"There are so many. The '72 Summit Series was a watershed moment for all of us," Renney said. "We all understand where we were and what we were doing at that time. The '87 Canada Cup was incredible with respect to the winning goal and how that whole series was played.
"There's been many, many more. One hundred years is an awful long time and for those of us who are kind of historians of the game as well and dig into the past so we can help identify with the future, it's awfully tough to come up with one or two."
Prof. Dr. Bulent Akay entered as the sole candidate to become the new president of the Turkish Ice Hockey Federation at the General Assembly in Kocaeli. The General Assembly voted for Akay who now is the New President and brings and end to a painful era in Turkish ice hockey.
The new board of directors headed by Bülent Akay are Fevzi Karabiyik, Emre Aydin, Ozer Bulent Aydoğdu, Mehmet Akif Cam, Semra Eser, Selami Kızılkaya, Serhan Kiraz, Murat Ocakçı, Murat Sen, Mehmet Mete Tatarogullari, Eyup Tavlasglu, Hüseyin Yavuz, Halit Albayrak, Nasuh Kirit and Fuat Yilmaz.
Bulent Akay's new task is to move ice hockey into a better place, many challenge are in front of them as they have to first clean up the mess left by the old regime.
One of first changes made was in youth hockey where my good friend Keith McAdams has become the the new head coach of the U18, U20 National Junior Teams and U16 development coach. Keith has worked with youth in Turkey for many years he has real passion for the game and the kids that he coaches.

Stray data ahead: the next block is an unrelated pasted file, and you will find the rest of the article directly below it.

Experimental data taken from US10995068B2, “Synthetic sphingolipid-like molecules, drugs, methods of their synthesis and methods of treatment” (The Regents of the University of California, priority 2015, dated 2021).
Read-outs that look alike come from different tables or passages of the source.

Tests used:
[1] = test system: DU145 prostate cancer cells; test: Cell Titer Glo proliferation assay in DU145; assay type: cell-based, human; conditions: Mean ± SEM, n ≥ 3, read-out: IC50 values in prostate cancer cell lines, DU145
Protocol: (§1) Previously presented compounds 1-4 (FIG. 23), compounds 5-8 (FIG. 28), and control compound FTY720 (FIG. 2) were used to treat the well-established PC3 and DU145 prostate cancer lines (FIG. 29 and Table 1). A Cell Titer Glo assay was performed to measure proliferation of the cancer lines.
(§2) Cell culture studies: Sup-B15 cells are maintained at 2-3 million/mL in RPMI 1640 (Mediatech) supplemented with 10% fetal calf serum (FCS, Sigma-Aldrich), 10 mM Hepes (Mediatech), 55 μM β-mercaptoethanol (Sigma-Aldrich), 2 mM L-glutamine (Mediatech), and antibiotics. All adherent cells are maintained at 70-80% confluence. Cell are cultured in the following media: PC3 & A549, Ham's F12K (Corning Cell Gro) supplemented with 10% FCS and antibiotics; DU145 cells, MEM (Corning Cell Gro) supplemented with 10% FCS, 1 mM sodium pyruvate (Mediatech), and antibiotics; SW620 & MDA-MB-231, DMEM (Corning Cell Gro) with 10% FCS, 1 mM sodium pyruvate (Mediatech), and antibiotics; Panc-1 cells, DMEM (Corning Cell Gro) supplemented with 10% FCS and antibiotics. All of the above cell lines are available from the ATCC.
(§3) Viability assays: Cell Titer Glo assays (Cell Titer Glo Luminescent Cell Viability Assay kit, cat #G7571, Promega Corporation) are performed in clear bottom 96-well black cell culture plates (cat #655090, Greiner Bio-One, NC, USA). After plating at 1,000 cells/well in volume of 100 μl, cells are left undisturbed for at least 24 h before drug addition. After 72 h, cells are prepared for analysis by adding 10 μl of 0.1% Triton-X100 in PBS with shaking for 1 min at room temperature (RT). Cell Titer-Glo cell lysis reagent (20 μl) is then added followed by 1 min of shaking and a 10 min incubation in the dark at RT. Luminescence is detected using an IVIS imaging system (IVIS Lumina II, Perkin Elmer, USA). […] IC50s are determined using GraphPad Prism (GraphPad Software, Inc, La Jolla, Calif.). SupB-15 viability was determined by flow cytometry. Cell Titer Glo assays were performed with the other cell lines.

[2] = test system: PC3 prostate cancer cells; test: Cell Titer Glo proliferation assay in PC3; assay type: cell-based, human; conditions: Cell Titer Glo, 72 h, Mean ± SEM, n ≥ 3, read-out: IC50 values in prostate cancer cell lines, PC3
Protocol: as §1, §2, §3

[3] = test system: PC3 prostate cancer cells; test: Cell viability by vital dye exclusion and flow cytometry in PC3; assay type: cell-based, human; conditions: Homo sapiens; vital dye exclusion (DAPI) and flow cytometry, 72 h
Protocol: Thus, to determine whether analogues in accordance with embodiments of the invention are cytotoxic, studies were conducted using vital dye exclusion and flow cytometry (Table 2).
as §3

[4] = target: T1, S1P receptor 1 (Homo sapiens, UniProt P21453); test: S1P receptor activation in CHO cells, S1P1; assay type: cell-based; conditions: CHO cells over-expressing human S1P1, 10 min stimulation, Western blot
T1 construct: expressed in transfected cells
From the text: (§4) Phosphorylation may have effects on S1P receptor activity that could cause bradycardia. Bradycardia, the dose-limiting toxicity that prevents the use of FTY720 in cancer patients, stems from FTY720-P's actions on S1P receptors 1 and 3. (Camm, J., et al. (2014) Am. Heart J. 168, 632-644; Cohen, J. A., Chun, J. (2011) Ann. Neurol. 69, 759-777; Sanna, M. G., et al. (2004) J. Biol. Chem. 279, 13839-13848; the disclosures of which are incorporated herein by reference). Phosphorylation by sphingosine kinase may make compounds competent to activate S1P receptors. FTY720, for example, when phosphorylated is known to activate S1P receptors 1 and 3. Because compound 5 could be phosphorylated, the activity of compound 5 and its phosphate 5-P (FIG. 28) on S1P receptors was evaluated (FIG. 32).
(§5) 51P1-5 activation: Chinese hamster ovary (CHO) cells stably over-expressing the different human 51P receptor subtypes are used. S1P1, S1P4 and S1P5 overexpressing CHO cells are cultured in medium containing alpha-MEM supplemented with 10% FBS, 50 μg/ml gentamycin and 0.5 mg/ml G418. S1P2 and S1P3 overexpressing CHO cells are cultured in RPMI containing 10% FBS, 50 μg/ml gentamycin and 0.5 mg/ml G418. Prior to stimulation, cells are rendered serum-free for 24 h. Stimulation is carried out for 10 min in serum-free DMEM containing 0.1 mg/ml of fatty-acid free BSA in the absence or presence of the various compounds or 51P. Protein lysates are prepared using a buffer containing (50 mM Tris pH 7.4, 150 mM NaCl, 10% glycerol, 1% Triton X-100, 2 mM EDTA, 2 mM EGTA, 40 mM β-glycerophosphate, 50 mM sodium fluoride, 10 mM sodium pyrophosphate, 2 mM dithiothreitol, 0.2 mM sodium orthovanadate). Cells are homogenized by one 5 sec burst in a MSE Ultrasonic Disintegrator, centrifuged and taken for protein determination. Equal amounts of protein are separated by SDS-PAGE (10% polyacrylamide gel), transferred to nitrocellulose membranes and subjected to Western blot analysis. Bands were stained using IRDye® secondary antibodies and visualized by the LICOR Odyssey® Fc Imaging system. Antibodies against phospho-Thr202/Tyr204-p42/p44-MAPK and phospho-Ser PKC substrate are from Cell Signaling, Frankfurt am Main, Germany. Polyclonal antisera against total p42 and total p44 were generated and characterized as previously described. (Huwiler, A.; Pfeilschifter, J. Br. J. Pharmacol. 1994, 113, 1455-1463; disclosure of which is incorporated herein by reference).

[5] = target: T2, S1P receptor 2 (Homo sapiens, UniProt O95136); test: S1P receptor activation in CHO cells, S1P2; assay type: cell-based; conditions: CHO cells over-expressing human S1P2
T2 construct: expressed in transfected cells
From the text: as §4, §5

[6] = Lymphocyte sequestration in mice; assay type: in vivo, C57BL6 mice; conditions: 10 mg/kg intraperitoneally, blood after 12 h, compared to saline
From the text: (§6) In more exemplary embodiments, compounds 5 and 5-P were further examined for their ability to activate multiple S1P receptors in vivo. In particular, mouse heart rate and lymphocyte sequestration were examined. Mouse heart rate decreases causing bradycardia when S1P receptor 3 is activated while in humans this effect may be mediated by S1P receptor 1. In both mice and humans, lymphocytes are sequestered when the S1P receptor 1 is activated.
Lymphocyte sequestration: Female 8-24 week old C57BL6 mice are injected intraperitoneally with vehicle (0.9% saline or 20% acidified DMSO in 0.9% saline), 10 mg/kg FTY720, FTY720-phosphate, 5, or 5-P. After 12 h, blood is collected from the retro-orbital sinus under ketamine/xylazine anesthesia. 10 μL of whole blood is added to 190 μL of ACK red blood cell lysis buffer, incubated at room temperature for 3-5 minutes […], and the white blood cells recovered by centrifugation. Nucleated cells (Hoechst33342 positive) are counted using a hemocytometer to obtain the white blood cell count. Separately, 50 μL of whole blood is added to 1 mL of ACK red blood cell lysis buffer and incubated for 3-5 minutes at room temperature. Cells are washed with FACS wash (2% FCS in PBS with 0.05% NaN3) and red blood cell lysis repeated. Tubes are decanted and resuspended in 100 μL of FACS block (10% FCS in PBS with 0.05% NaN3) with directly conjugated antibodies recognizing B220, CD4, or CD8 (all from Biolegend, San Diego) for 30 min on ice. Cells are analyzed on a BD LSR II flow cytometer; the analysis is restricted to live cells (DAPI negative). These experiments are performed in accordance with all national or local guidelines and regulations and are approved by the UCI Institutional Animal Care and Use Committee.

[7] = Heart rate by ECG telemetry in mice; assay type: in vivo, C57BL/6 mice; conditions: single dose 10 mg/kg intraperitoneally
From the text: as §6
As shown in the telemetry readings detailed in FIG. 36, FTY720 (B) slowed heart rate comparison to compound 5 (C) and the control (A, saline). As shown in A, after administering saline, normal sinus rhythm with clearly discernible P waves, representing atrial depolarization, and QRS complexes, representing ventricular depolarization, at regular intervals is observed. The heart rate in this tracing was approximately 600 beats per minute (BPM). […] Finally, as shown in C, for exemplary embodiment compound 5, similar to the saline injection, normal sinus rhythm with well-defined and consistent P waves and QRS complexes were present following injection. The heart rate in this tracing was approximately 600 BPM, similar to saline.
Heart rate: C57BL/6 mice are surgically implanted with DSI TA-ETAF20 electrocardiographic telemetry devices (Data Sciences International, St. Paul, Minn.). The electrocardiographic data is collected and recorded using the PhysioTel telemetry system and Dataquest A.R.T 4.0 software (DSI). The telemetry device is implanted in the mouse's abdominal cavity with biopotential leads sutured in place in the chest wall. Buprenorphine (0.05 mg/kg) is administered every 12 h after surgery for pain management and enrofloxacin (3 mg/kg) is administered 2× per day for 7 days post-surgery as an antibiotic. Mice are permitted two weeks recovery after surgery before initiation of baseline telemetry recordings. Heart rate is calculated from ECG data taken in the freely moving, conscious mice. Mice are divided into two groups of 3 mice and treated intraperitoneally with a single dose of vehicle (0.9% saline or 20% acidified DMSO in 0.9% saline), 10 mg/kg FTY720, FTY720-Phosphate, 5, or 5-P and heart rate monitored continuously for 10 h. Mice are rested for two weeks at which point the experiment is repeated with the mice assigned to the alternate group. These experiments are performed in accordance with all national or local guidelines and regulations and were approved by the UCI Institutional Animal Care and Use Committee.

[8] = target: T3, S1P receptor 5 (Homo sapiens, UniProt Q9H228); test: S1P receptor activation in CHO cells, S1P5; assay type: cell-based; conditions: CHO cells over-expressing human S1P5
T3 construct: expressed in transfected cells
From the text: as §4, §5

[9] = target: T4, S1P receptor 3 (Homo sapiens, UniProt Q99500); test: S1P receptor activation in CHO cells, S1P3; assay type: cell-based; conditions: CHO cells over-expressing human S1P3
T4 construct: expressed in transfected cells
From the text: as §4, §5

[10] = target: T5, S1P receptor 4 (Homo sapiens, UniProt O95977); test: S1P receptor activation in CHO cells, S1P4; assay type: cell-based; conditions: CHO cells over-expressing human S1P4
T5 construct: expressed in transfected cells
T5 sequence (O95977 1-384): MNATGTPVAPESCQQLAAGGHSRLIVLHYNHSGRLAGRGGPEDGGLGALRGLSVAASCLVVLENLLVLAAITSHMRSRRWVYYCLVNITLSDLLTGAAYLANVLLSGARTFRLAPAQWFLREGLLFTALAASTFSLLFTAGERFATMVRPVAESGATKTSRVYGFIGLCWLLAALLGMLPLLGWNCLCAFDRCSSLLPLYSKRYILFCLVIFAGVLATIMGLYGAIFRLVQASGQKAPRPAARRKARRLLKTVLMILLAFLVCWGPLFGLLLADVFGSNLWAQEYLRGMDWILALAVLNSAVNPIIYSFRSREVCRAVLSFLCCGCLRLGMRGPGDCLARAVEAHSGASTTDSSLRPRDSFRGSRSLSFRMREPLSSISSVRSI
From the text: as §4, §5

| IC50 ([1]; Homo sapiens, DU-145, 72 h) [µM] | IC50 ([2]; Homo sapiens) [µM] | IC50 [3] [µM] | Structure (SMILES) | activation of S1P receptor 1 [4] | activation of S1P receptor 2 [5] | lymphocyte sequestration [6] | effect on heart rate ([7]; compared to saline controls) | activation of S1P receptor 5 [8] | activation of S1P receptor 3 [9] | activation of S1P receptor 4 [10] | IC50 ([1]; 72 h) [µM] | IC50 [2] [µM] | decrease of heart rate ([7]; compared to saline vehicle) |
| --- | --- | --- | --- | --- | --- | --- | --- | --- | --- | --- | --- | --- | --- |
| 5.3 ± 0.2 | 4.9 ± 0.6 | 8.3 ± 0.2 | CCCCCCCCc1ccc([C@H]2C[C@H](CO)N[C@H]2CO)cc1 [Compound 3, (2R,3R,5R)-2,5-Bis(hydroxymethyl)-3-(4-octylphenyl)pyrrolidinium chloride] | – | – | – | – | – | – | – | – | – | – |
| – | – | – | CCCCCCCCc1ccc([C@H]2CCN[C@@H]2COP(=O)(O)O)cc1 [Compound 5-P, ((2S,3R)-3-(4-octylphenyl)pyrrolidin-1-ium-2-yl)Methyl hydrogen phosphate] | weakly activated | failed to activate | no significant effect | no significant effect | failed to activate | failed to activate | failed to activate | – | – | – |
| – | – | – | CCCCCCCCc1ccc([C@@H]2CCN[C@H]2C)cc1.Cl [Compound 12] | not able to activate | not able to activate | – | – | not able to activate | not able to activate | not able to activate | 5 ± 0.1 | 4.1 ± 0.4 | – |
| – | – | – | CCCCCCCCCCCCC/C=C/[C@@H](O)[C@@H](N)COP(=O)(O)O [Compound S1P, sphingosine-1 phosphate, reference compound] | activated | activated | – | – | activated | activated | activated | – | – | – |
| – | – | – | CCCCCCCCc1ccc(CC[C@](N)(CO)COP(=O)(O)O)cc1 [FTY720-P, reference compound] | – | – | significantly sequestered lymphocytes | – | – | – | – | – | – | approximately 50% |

The U18, 20 teams will be competing at the world championship in New Zealand in 2015. The U18s will compete in Division III in March and will faceoff against Hong Kong & New Zealand, While the U20s will compete in Division III in January and will take on Bulgaria, China, Mexico, New Zealand and South Africa.
Deniz Ince will remain has head coach of the Turkish National Team and will be competing at the world championships Division III at home in Izmir In April 2015. The Turkish Team will be playing against Bosnia, Georgia, Hong Kong, Luxembourg, North Korea and United Arab Emirates.
We want to wish the Turkish Federation, Keith McAdams and Denis Ince the best of luck now and in the future has the try to move Ice hockey to greater heights in Turkey.
The Italian national team will eye for promotion to the top division with some celebrity in the coaching staff. Lou Vairo was named as new head coach for the upcoming tournament and technical coordinator of hockey at the Italian Ice Sports Federation and will be assisted by Ivano Zanatta, Stefan Mair and Roberto Scelfo.
The 69-year-old coach born in Brooklyn of Italian descent has a big international coaching resume. After starting coaching in the ‘70s he became the head coach of the U.S. national team in 1983 leading it to promotion at the 1983 IIHF World Championship B-Pool and to a seventh-place finish in the 1984 Olympic Winter Games. He was also involved in the 1980 Olympic Winter Games where he was scouting for the United States’ “Miracle on Ice” team and introduced European methods of coaching after studying with legendary Soviet coach Anatoli Tarasov in the ‘70s.
“I remember watching the Soviet team play in a World Championship and I was fascinated," he told hockeybarn.com in an interview back in 2009. "I remember writing a letter to the coach Anatoli Tarasov and I didn't have any address I just put Moscow, USSR and months, months later I got a response from him."
He was an assistant coach of the men’s national team at the 2002 Olympic Winter Games, where the United States earned silver on home ice in Salt Lake City, was coaching the men’s national team at other four World Championships (2000-2003) and the U20 national team in five World Junior Championships (1979-1982, 2003).